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Universal Broadband Is Fourth Utility Says Expert

A broadband industry expert has backed the comments made by the prime minister earlier this week indicating online services are now as significant to UK consumers as some of the essential things like water, gas, and electricity.

Edd Dawson, managing director for, a website designed to offer help and advice to internet users, has quoted “broadband for all” a positive move by the government, and supported the comments that the internet is increasingly becoming “the fourth utility” for UK consumers.

Along the same line, Dawson said, “It's a fact of life and I'm old enough to remember before the internet and before mobile phones, but now all those things in my life - and just about everyone I know's life - are totally necessary”.

Although it's the responsibility of private sector to continue steering the broadband technology ahead, the government also has a crucial role to play in materialising the objectives, he said.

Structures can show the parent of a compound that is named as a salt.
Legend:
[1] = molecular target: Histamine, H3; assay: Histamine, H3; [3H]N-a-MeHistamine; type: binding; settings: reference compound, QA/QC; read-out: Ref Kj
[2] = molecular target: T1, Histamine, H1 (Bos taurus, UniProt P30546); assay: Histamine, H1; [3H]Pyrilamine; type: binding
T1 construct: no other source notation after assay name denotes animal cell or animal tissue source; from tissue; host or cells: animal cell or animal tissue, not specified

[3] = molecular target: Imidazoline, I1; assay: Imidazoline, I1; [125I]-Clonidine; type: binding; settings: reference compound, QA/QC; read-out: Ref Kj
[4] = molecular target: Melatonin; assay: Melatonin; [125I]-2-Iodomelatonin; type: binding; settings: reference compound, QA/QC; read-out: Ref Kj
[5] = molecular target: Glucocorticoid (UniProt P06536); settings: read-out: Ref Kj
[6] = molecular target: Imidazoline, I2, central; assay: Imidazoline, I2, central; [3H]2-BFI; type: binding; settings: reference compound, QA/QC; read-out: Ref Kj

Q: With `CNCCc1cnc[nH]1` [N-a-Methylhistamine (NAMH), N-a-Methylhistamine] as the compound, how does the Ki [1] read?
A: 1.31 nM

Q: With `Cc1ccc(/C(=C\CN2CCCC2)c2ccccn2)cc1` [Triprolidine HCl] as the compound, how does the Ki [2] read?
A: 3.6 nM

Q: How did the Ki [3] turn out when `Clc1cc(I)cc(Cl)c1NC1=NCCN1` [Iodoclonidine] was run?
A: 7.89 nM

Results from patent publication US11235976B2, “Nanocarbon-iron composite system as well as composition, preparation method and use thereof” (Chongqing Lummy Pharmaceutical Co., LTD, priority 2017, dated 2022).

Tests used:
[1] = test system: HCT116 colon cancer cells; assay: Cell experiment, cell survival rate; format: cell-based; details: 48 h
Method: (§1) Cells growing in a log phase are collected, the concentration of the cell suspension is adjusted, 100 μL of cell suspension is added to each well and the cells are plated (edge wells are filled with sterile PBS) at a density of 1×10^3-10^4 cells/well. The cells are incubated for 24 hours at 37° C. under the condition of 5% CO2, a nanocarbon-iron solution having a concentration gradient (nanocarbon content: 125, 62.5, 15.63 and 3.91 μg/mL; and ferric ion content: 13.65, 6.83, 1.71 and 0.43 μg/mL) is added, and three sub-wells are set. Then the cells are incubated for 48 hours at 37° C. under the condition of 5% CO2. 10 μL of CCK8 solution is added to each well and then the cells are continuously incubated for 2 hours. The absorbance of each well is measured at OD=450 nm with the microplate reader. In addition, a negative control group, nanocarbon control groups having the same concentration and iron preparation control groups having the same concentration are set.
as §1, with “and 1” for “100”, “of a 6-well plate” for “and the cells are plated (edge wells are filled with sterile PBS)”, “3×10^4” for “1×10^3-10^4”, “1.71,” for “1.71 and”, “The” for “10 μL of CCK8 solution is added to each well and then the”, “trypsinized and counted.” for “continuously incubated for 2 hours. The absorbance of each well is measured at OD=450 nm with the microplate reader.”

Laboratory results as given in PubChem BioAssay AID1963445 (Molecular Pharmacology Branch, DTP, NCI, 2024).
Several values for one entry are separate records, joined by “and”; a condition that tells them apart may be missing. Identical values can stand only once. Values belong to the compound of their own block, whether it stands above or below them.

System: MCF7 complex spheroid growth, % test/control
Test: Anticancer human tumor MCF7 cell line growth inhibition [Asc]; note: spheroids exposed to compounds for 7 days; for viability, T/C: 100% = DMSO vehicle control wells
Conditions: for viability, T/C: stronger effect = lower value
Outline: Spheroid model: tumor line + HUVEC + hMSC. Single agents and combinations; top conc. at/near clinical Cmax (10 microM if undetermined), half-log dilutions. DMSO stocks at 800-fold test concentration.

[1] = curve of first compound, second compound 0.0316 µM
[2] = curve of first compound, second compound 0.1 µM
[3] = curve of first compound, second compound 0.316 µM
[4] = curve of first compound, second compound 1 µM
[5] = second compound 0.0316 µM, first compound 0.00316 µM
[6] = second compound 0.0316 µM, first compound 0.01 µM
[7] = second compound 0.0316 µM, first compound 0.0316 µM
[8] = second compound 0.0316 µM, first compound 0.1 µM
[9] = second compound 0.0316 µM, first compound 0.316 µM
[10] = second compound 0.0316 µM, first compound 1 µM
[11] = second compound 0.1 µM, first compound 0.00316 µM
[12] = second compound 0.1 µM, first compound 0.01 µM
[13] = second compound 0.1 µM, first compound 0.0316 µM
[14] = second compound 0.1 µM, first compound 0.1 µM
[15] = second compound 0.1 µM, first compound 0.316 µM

Furthermore, he earlier asserted that plans to make broadband universally available must be implemented as per the users' choice, instead of forcing people to opt for it; however, the idea behind the proposal is to make broadband available anywhere, he added.

He also notified that there are chances for someone living in a city to not seek broadband access, while people living in remote areas may need it desperately at the same time.

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Our Comments

Many of us may prefer having access to internet rather than watching television. Broadband has changed the lives of millions, introducing concepts such as social networking and microblogging to many.

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Désiré has been musing and writing about technology during a career spanning four decades. He dabbled in website building and web hosting when DHTML and frames were en vogue and started writing about the impact of technology on society just before the start of the Y2K hysteria at the turn of the last millennium. Following an eight-year stint at where he discovered the joys of global tech-fests, Désiré now heads up TechRadar Pro. Previously he was a freelance technology journalist at Incisive Media, Breakthrough Publishing and Vnunet, and Business Magazine. He also launched and hosted the first Tech Radio Show on Radio Plus.